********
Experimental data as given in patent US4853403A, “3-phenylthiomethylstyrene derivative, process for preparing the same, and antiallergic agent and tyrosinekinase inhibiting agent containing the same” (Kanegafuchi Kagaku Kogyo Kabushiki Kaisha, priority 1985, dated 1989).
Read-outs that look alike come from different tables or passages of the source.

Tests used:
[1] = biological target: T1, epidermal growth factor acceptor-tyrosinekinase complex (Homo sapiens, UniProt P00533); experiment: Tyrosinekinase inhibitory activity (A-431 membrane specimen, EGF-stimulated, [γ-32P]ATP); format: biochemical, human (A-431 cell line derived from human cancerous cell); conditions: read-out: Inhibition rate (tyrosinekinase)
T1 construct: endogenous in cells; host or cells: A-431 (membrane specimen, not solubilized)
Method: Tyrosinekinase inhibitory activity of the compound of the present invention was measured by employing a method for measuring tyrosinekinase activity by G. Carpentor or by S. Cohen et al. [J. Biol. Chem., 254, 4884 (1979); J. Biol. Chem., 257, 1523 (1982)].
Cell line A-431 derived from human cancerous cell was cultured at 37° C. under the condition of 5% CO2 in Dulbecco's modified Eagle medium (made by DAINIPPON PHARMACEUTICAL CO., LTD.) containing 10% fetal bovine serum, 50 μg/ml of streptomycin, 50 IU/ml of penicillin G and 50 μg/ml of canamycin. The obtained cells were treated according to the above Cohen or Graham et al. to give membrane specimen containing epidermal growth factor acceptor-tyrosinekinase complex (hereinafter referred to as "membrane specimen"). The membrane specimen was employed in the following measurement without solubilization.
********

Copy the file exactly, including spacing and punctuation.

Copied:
Experimental data as given in patent US4853403A, “3-phenylthiomethylstyrene derivative, process for preparing the same, and antiallergic agent and tyrosinekinase inhibiting agent containing the same” (Kanegafuchi Kagaku Kogyo Kabushiki Kaisha, priority 1985, dated 1989).
Read-outs that look alike come from different tables or passages of the source.

Tests used:
[1] = biological target: T1, epidermal growth factor acceptor-tyrosinekinase complex (Homo sapiens, UniProt P00533); experiment: Tyrosinekinase inhibitory activity (A-431 membrane specimen, EGF-stimulated, [γ-32P]ATP); format: biochemical, human (A-431 cell line derived from human cancerous cell); conditions: read-out: Inhibition rate (tyrosinekinase)
T1 construct: endogenous in cells; host or cells: A-431 (membrane specimen, not solubilized)
Method: Tyrosinekinase inhibitory activity of the compound of the present invention was measured by employing a method for measuring tyrosinekinase activity by G. Carpentor or by S. Cohen et al. [J. Biol. Chem., 254, 4884 (1979); J. Biol. Chem., 257, 1523 (1982)].
Cell line A-431 derived from human cancerous cell was cultured at 37° C. under the condition of 5% CO2 in Dulbecco's modified Eagle medium (made by DAINIPPON PHARMACEUTICAL CO., LTD.) containing 10% fetal bovine serum, 50 μg/ml of streptomycin, 50 IU/ml of penicillin G and 50 μg/ml of canamycin. The obtained cells were treated according to the above Cohen or Graham et al. to give membrane specimen containing epidermal growth factor acceptor-tyrosinekinase complex (hereinafter referred to as "membrane specimen"). The membrane specimen was employed in the following measurement without solubilization.